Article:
Kragen - Vince Levalois (guitars/vocals) and I produced the album in our own Utopia studios. We recorded and mixed everything ourselves with Vince engineering. We wanted to make sure that the production was clear so that the listener could hear everything, but still very heavy sounding. Since we have our own studio, we had the luxury of spending as much time as we wanted to on it to get everything sounding great.

What topics do you deal with in your lyrics and why?

Kragen - The lyrics deal with many different things like religion vs. science, questioning one’s faith and some more personal lyrics. A couple of the songs are also inspired by science fiction movies like Contact and Dune. Vince writes most of the lyrics and these are subjects that interest him and the rest of the band.

How did you end up being signed to a Danish management – Intromental?

Kragen - Vince and I frequent a message board that used to be called the Perpetual Motion Board (now called PM:X). I saw posts from Claus and Lars at Intromental and visited their website. It looked like the guys were really doing a good job for the bands they represent, so I talked with Vince about them and we sent them a package. They’ve been a fantastic help since we signed up with them and they’re good guys too!

I can see that you have just had a change in the drumming department – why?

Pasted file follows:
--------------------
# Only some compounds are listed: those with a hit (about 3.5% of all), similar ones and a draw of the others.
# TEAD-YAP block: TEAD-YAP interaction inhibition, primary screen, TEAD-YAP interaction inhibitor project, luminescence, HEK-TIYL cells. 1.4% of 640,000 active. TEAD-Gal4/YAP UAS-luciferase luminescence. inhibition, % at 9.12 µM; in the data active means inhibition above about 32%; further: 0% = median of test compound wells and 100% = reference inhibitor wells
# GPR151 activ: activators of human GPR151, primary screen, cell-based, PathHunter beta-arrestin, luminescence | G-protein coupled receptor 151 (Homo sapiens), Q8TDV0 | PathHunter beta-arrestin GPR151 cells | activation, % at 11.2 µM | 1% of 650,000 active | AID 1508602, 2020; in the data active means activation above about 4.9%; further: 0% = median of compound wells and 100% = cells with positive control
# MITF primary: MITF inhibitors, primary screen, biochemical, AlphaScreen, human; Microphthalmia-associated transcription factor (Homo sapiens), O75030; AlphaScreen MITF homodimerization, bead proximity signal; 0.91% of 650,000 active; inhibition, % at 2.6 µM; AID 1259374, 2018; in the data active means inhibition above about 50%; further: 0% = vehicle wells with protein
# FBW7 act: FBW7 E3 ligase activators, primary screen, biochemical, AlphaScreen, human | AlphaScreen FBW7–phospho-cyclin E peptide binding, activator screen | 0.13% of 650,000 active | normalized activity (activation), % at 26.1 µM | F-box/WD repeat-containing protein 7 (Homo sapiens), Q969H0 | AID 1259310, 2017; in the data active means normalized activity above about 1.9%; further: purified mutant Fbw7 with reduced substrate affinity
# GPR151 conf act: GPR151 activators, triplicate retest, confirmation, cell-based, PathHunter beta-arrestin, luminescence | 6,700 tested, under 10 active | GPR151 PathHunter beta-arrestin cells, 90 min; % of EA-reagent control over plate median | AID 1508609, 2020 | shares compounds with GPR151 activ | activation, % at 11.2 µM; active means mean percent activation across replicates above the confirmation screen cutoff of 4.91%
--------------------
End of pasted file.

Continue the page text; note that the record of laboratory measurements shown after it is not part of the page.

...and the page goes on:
Kragen - We seem to have had back luck with drummers… We always manage to find very talented people to play in the band, but sometimes things just don’t click. Pat was in the band for a few years, but in the end, there were issues that couldn’t be repaired. We decided it was best if we went our separate ways and started looking for a new PROTOTYPE drummer. Luckily, we recently found drummer Sam Aliano who’s working out great!

Being in a underground band, you must know how hard it is to get recognition – the internet is a very important source for many fans – how do you use the internet and how important is it for you and other new bands?

Kragen - The Internet is an indispensable tool for the band. We used the Internet for most of our music promotion, concert promotion and general communication with fans at this point. It has almost totally replaced the old postal mail box that we have. Vince maintains our website and all of our official communication goes out through the site. Even our mailing list and press kit are now Internet based. I would guess that this is the same for most underground bands these days.

Can we expect to see you at some of the European festivals this Year – or is that only wishful thinking?

Kragen - This is really up to Massacre once they see how well the album does. If it does well, perhaps they will bring us over for some shows. We would love to play some of the European festivals or do a European tour. We played the Headway Festival in Holland last year and it was great! We hope to come back and play shows in all of Europe next time!

To finish things off – could you pls. make a all-time Top 5 or sort of the 5 most important albums in your opinion?

Kragen - This is going to be very difficult.  J Here are my all time favorite albums in no order:

  • Cynic – Focus

  • Forbidden – Twisted into Form

  • Megadeth – Rust in Peace

  • Ozzy Osbourne – Diary of a Madman

  • Iron Maiden – Number of the Beast/Powerslave (tie)

Thanks for the great interview!

A bit thanx to Kragen Lum for taking the time to do this interview and all the best for him and Prototype. Also a big thanx to Claus (Intromental) for setting up the interview.

Prototype - Trinity

Album out on Massacre Records

Click on the album cover to see more info on Prototype.